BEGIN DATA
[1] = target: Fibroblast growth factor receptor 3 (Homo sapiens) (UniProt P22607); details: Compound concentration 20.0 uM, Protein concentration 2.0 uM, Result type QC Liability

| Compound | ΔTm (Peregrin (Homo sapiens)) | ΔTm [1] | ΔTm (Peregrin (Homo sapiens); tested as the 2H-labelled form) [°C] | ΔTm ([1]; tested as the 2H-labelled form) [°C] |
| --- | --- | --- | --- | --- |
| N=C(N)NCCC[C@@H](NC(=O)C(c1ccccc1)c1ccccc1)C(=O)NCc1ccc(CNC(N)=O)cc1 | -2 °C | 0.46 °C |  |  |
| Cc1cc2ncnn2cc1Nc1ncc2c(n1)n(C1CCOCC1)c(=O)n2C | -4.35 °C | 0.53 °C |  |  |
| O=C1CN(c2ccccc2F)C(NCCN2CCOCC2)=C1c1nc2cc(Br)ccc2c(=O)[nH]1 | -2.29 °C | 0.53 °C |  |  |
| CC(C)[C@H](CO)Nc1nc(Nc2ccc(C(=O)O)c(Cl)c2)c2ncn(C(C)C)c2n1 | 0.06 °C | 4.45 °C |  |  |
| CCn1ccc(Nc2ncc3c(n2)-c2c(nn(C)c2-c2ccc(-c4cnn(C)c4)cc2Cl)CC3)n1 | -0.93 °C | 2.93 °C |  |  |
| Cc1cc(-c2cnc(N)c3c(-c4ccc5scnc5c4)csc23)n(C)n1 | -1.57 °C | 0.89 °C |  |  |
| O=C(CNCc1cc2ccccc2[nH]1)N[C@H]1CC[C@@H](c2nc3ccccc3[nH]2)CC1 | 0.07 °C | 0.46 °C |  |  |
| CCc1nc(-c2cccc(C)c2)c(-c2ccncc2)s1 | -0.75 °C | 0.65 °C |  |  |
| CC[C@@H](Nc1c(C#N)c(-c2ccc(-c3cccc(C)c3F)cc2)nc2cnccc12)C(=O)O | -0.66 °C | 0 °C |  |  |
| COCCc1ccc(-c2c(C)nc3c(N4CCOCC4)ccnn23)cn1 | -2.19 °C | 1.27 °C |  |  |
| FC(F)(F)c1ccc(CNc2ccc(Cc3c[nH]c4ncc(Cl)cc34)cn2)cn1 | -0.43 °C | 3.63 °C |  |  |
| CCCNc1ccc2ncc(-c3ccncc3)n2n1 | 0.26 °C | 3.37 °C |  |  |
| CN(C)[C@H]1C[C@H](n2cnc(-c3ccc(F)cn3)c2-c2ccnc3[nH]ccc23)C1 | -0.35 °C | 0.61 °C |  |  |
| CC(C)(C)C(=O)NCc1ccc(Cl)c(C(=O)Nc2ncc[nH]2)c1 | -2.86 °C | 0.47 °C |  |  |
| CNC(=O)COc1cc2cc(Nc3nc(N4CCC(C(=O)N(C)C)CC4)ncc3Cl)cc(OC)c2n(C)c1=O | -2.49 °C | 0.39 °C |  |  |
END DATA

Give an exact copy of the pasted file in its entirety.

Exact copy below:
[1] = target: Fibroblast growth factor receptor 3 (Homo sapiens) (UniProt P22607); details: Compound concentration 20.0 uM, Protein concentration 2.0 uM, Result type QC Liability

| Compound | ΔTm (Peregrin (Homo sapiens)) | ΔTm [1] | ΔTm (Peregrin (Homo sapiens); tested as the 2H-labelled form) [°C] | ΔTm ([1]; tested as the 2H-labelled form) [°C] |
| --- | --- | --- | --- | --- |
| N=C(N)NCCC[C@@H](NC(=O)C(c1ccccc1)c1ccccc1)C(=O)NCc1ccc(CNC(N)=O)cc1 | -2 °C | 0.46 °C |  |  |
| Cc1cc2ncnn2cc1Nc1ncc2c(n1)n(C1CCOCC1)c(=O)n2C | -4.35 °C | 0.53 °C |  |  |
| O=C1CN(c2ccccc2F)C(NCCN2CCOCC2)=C1c1nc2cc(Br)ccc2c(=O)[nH]1 | -2.29 °C | 0.53 °C |  |  |
| CC(C)[C@H](CO)Nc1nc(Nc2ccc(C(=O)O)c(Cl)c2)c2ncn(C(C)C)c2n1 | 0.06 °C | 4.45 °C |  |  |
| CCn1ccc(Nc2ncc3c(n2)-c2c(nn(C)c2-c2ccc(-c4cnn(C)c4)cc2Cl)CC3)n1 | -0.93 °C | 2.93 °C |  |  |
| Cc1cc(-c2cnc(N)c3c(-c4ccc5scnc5c4)csc23)n(C)n1 | -1.57 °C | 0.89 °C |  |  |
| O=C(CNCc1cc2ccccc2[nH]1)N[C@H]1CC[C@@H](c2nc3ccccc3[nH]2)CC1 | 0.07 °C | 0.46 °C |  |  |
| CCc1nc(-c2cccc(C)c2)c(-c2ccncc2)s1 | -0.75 °C | 0.65 °C |  |  |
| CC[C@@H](Nc1c(C#N)c(-c2ccc(-c3cccc(C)c3F)cc2)nc2cnccc12)C(=O)O | -0.66 °C | 0 °C |  |  |
| COCCc1ccc(-c2c(C)nc3c(N4CCOCC4)ccnn23)cn1 | -2.19 °C | 1.27 °C |  |  |
| FC(F)(F)c1ccc(CNc2ccc(Cc3c[nH]c4ncc(Cl)cc34)cn2)cn1 | -0.43 °C | 3.63 °C |  |  |
| CCCNc1ccc2ncc(-c3ccncc3)n2n1 | 0.26 °C | 3.37 °C |  |  |
| CN(C)[C@H]1C[C@H](n2cnc(-c3ccc(F)cn3)c2-c2ccnc3[nH]ccc23)C1 | -0.35 °C | 0.61 °C |  |  |
| CC(C)(C)C(=O)NCc1ccc(Cl)c(C(=O)Nc2ncc[nH]2)c1 | -2.86 °C | 0.47 °C |  |  |
| CNC(=O)COc1cc2cc(Nc3nc(N4CCC(C(=O)N(C)C)CC4)ncc3Cl)cc(OC)c2n(C)c1=O | -2.49 °C | 0.39 °C |  |  |